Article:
My mother used to make these delicious anise-flavored cookies every Christmas when I was very little. The cookies were shaped like tiny mushrooms with a crunchy puffy cap that sat atop a cookie base. I remember that they had to sit out overnight before she baked them the next day. I think the recipe was from her old Joy of Cooking book– or that’s where she had written it down. That book is long gone and I have tried to locate the recipe over the years. One day I found it– I’m not sure where because I hastily typed in the ingredients into the “Notes” app on my iPhone. I’ve been waiting for Christmas to make them!
The ingredients are basically eggs, sugar, flour, baking powder and flavorings– lemon zest, anise seed and vanilla. I asked my mother on how to assemble the batter and she said I needed to first whip the eggs for 20 minutes, then add the sugar and whip another 10 minutes, then add the dry ingredients and flavorings and beat another 10 minutes. No wonder she only made these at Christmas– she certainly did NOT have a stand mixer and did all this beating with a puny hand mixer! I was worried about making these cookies since it was overcast, and humidity is a death knoll for anything that relies on whipped egg whites. The stuff never sets, or dries out the way you want. (I also tried to make a batch of Italian nougat, torrone, and am still waiting to gauge the final result).
Yet I decided to proceed. I didn’t get the cute mushroom-shaped cookies; mine were large and definitely not puffed. However, the flavor and texture were fantastic. The cookie is aromatic and the licorice flavoring is just what I remembered, as was the crunchy top leading to a soft, chewy middle. My mom also tried them and said that they were excellent and that the shape would be better if I made them again when it was clear, sunny and cold. I do think I needed more flour; the dough didn’t seem stiff enough, so I will increase the flour to 2 cups next time. If it’s humid, I’ll probably also increase the baking powder from 1 to 1 1/2 teaspoons. If you like the flavor of anise, you will love these.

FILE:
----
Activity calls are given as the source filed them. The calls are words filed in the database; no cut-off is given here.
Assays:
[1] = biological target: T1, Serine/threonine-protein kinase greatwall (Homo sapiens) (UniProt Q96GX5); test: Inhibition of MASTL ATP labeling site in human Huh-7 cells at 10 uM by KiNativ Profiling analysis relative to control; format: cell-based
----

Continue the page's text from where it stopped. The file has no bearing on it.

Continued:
My Anise (Un-)Puffs
- 3 eggs, room temperature
- 1 c sugar
- 1 1/2 c flour (I’m definitely going with 2 c from now on, regardless of humidity level)
- 1 tsp baking powder
- 3 TB anise seeds, crushed (I used a mortar and pestle)
- 1 TB vanilla
- 3 TB lemon zest
- 1/2 tsp salt
Prepare four cookies sheets with parchment paper. Place the eggs in the bowl of your stand mixer. Beat them on the highest speed for 20 minutes; they should be thick and voluminous. Add the sugar and beat another 10 minutes. The batter should fall off the whisk back into the bowl in thick ribbons.
While the mixer is running, mix the flour and baking powder in a bowl. Crush the anise seeds. Mix the lemon zest, vanilla and salt in a small bowl.
When the egg and sugar mixture is ready, add the dry ingredients, anise seed, and lemon zest mixture.
Beat another 10 minutes. The final batter is very thick. (In retrospect, I think mine was too thin and I will add more flour).
Drop by teaspoonfuls on the baking sheets, and let sit out overnight (at least 8 hours). When the batter spread so quickly, I knew that it was too thin, or that the humidity was affecting their shape:
Nevertheless, I preheated the oven to 350 degrees the next morning and baked them for 9 minutes til they were light brown– MUSHROOM BROWN.
Let them rest for a few minutes on the sheet, then remove to a cookie rack to completely cool.
I’m going to make some more of these because I know several family members will love the taste of this old-fashioned holiday treat!